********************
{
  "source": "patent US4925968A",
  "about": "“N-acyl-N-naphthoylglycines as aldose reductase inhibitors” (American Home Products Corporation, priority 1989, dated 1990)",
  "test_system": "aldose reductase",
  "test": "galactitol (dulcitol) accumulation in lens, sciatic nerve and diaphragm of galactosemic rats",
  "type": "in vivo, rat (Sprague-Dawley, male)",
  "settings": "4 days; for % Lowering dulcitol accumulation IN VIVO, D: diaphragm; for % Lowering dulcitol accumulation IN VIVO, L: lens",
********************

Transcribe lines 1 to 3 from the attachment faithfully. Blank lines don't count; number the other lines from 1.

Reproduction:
{
  "source": "patent US4925968A",
  "about": "“N-acyl-N-naphthoylglycines as aldose reductase inhibitors” (American Home Products Corporation, priority 1989, dated 1990)",